Works by Leonardo da Vinci and other Renaissance masters in Macau


Drawings by Leonardo da Vinci, Michelangelo and other Italian Renaissance masters are starting today at the Macau Museum of Art (MAM), an exhibition that marks the first collaboration with the British Museum.

In the year that marks the 500th anniversary of Da Vinci’s death, the 20-year-old Macao Museum of Art has finally completed the “old desire” to work with the “first public museum in the world,” told, the curator of MAM, Margarida Saraiva.

It was an old desire to work with the British Museum, which has one of the largest collections of art in the world. On this occasion, it was the celebration of the 20th anniversary of MAM and the 500th anniversary of the death of the author of Mona Lisa, on the sidelines of the inauguration.”

The exhibition features 52 original drawings of 42 Italian Renaissance masters – from da Vinci, Michelangelo, Titian, Raphael, Rosso Fiorentino, Mantegna and Correggio – and explores the importance of drawing in the creative process of artists between 1470 and 1580.

In Macau, a land that “has always been an art platform” and where the Italian Renaissance missionary Matteo Ricci was “for a few years“, the exhibition also serves to speak of this ancient Portuguese enclave as “a place of encounters“, stressed the curator.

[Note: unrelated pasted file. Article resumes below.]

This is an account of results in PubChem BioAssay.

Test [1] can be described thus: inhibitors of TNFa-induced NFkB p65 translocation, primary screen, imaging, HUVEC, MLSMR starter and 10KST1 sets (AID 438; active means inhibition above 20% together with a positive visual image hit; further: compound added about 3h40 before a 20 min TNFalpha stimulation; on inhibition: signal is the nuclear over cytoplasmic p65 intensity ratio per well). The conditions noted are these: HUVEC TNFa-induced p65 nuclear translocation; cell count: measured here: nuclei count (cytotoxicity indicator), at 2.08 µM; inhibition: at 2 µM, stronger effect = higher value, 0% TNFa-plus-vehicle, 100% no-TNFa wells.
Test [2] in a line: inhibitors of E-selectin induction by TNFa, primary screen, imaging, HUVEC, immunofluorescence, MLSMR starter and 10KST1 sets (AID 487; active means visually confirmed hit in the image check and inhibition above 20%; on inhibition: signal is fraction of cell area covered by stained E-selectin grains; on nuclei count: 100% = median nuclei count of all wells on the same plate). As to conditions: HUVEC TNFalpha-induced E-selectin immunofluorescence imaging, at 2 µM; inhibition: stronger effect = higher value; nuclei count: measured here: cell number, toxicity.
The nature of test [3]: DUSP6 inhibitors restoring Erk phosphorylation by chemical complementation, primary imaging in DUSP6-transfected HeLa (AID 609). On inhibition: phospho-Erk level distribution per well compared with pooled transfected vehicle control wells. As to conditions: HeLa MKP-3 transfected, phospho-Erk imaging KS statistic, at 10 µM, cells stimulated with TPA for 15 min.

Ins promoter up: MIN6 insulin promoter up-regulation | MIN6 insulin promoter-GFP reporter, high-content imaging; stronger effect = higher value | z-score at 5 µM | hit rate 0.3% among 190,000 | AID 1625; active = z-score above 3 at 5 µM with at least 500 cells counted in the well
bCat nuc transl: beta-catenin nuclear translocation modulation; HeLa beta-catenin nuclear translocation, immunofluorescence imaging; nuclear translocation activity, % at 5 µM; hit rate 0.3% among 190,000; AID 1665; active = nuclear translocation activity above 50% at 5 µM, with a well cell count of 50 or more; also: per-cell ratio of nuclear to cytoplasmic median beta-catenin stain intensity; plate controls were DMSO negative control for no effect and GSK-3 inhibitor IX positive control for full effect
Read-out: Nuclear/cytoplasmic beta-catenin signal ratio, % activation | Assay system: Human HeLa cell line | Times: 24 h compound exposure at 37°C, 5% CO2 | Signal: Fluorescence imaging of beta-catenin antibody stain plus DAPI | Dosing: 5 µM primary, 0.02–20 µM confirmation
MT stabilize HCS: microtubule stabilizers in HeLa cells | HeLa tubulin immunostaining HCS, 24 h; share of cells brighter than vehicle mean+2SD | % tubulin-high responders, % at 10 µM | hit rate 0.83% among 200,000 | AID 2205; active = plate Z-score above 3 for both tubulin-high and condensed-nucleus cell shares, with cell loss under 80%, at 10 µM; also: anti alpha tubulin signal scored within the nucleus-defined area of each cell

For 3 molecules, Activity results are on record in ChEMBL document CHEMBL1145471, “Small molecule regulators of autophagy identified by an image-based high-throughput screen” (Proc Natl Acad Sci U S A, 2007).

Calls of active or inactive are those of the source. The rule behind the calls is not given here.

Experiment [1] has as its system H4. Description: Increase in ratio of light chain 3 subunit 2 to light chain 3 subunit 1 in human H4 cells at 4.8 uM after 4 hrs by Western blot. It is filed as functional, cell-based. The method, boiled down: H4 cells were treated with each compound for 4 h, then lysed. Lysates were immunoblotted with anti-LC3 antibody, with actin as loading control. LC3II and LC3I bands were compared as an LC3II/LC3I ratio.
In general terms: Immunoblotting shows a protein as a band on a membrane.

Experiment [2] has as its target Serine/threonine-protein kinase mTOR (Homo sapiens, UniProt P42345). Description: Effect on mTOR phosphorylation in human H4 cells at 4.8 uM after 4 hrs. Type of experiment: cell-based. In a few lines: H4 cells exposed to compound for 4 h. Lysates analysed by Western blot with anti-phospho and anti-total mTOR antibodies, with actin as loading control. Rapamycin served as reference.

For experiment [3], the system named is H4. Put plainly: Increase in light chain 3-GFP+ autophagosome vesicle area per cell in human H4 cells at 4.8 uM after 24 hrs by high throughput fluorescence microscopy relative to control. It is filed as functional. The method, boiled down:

Paper, the basis of any design, is a Chinese invention. It is the great availability of paper drawing in Renaissance Italy that makes the drawing have the importance it has,” he recalled.

But if Italy owes China the role, China owes the Italians the “perspective,” introduced in the Chinese court by Matteo Ricci in 1601, through a world map that already described “all the geographical discoveries that accompany the Renaissance period”.

Printed in China a year later, the map has meant that the perspective has since had an “impact on the art produced in China,” he said.

The exhibition, titled “Drawings of the Italian Renaissance of the British Museum” and aims to be inclusive – 3D printing techniques were used to create tactile experiences of some of the works of art presented -, is shown in the MAM until June 30.

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